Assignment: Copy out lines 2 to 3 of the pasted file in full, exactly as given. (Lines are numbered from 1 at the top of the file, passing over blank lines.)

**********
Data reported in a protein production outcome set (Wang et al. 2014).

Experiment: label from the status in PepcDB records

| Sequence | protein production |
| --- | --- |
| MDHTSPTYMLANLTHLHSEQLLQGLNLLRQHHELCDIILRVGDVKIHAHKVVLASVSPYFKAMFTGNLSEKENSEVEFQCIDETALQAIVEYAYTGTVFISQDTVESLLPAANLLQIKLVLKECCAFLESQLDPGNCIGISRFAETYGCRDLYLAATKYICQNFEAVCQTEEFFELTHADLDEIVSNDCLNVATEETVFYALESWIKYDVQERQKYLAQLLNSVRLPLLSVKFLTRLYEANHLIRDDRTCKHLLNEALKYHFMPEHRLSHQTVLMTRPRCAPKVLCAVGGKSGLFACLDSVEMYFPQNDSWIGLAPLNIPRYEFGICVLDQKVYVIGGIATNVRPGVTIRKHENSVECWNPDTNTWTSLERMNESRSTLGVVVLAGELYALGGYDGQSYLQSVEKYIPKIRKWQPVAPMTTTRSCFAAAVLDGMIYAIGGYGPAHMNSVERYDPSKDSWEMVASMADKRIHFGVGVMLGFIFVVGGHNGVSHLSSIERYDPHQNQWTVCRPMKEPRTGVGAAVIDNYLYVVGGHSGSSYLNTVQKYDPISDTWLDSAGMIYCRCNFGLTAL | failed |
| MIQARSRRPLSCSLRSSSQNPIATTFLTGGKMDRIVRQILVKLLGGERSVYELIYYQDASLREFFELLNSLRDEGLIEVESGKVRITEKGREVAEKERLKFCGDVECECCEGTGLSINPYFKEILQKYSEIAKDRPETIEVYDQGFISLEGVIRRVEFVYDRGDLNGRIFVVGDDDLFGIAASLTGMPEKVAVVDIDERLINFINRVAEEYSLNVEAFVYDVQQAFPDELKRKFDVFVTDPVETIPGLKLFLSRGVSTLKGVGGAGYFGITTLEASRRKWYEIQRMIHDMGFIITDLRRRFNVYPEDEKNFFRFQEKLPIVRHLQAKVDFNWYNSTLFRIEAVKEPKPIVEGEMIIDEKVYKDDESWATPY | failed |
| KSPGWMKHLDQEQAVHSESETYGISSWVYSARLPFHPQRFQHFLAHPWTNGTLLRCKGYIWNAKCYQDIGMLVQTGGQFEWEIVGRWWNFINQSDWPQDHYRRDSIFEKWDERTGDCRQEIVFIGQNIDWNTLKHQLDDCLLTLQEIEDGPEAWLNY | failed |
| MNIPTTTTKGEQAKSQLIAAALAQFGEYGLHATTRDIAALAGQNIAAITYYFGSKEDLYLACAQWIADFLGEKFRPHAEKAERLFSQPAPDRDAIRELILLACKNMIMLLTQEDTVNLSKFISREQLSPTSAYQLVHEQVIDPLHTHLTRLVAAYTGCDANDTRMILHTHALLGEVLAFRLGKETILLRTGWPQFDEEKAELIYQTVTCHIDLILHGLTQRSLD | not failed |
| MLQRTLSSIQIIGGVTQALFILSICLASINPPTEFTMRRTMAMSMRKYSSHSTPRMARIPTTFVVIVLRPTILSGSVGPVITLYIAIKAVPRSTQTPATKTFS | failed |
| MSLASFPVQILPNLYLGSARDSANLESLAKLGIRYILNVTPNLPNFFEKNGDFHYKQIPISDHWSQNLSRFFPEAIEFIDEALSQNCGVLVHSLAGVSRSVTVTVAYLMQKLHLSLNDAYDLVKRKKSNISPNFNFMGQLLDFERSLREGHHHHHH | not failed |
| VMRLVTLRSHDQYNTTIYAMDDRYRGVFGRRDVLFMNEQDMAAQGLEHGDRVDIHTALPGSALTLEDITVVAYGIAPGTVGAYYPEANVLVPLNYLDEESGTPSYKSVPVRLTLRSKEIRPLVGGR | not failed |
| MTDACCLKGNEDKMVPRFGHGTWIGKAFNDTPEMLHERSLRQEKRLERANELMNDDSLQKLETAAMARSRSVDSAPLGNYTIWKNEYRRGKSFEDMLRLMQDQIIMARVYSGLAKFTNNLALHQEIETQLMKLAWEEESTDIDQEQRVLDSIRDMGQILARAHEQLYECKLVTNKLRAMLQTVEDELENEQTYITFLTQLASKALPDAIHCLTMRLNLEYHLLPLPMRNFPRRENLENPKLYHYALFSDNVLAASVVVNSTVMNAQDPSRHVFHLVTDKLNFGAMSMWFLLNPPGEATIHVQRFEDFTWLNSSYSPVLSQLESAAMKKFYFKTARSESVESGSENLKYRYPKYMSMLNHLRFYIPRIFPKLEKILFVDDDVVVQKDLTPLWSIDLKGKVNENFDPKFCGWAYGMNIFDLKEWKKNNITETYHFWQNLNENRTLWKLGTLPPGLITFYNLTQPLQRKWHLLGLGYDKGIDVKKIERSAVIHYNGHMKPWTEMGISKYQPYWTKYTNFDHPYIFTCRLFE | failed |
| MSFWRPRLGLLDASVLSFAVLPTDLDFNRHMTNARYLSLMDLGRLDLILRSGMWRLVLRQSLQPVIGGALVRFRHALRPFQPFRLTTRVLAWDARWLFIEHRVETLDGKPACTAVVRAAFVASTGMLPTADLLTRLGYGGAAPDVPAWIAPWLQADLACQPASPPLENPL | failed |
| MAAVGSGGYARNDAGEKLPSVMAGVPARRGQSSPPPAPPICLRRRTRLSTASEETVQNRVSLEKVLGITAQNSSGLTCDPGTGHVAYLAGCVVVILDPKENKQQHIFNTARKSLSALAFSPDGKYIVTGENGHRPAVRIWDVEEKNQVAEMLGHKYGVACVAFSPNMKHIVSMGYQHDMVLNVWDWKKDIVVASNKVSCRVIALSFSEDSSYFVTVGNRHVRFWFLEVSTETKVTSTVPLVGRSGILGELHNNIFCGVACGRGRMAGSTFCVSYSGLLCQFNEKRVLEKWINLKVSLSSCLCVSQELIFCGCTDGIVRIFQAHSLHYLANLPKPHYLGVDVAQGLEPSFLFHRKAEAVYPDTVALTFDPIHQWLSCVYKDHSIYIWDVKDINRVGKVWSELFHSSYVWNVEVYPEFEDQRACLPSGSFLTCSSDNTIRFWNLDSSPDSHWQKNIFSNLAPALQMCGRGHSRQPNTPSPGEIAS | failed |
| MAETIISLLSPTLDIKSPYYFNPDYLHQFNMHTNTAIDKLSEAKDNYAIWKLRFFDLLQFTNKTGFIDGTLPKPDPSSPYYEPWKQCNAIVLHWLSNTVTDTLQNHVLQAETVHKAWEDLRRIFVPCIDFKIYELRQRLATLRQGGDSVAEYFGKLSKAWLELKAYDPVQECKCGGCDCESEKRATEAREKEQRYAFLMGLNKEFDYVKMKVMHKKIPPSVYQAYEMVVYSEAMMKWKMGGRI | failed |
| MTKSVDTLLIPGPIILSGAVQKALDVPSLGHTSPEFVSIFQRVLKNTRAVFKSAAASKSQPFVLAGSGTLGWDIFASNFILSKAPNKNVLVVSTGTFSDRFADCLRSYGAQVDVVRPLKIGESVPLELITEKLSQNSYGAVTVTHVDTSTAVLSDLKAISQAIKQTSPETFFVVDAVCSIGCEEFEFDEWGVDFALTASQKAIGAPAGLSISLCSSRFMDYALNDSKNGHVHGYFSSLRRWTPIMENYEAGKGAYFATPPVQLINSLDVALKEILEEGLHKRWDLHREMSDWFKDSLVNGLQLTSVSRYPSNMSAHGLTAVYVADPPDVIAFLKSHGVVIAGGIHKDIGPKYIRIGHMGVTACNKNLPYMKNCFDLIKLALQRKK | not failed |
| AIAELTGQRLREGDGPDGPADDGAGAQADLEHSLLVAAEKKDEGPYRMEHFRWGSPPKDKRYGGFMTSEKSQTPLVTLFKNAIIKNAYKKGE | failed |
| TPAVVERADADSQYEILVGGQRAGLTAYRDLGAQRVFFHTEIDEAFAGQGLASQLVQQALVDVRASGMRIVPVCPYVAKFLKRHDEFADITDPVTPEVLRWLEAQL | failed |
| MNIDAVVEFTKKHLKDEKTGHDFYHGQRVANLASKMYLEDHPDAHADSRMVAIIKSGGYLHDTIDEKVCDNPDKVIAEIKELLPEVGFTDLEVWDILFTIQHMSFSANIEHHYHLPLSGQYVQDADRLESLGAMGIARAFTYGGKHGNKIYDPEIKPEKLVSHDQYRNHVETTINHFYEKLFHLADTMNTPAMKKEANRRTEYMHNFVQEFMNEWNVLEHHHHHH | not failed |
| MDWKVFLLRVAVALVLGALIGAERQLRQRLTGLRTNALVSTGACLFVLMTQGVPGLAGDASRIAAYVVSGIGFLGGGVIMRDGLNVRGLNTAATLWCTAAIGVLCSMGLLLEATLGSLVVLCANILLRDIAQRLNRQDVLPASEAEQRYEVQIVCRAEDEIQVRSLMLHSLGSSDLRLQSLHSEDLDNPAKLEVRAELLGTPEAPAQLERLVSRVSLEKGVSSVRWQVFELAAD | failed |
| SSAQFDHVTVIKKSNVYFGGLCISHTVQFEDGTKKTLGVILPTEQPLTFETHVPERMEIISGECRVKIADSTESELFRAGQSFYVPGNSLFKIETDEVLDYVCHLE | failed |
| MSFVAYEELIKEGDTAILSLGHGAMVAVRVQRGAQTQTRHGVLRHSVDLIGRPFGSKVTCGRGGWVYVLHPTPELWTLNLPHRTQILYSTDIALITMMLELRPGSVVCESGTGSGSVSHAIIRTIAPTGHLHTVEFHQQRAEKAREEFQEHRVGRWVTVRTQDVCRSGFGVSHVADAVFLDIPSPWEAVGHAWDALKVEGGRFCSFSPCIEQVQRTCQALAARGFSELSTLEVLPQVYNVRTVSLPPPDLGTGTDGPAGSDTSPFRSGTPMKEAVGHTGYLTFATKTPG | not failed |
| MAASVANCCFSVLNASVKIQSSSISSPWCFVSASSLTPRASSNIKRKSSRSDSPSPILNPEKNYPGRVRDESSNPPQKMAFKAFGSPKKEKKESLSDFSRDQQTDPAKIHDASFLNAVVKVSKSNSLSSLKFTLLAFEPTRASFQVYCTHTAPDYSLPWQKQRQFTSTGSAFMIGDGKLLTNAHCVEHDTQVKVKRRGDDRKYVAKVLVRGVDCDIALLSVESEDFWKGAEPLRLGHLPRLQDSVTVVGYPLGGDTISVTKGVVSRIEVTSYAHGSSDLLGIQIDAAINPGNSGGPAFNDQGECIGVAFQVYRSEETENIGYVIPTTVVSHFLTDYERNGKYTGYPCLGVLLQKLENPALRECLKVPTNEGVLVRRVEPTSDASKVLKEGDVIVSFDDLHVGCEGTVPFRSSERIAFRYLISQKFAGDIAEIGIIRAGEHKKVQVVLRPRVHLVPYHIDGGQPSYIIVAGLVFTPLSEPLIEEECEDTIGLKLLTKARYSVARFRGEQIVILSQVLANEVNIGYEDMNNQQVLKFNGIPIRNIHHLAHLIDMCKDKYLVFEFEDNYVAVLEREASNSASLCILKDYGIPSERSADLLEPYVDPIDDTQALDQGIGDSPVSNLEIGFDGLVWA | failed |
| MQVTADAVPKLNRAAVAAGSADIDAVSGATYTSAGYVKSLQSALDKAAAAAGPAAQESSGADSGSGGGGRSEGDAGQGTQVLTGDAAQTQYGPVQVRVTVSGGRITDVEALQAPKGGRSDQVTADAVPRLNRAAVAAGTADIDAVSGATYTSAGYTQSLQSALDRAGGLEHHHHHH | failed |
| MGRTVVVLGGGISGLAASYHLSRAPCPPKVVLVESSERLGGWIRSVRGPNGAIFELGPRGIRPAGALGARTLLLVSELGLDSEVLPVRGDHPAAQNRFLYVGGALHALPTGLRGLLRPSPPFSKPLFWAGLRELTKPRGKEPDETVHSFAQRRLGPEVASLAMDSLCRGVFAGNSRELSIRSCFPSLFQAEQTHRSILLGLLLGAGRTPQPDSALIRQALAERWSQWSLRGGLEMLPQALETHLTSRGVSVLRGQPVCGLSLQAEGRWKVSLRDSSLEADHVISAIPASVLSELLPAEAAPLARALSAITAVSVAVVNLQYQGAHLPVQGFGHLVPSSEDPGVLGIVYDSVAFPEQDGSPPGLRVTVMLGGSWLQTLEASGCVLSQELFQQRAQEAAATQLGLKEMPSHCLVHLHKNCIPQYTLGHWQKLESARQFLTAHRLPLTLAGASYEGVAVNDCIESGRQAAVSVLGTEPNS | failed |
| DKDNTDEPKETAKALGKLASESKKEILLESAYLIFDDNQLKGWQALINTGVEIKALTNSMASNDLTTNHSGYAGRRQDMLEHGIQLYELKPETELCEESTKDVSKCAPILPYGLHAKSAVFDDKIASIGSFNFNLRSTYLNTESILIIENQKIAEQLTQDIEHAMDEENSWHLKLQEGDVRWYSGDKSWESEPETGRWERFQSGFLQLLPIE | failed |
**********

Experiment: label from the status in PepcDB records

| Sequence | protein production |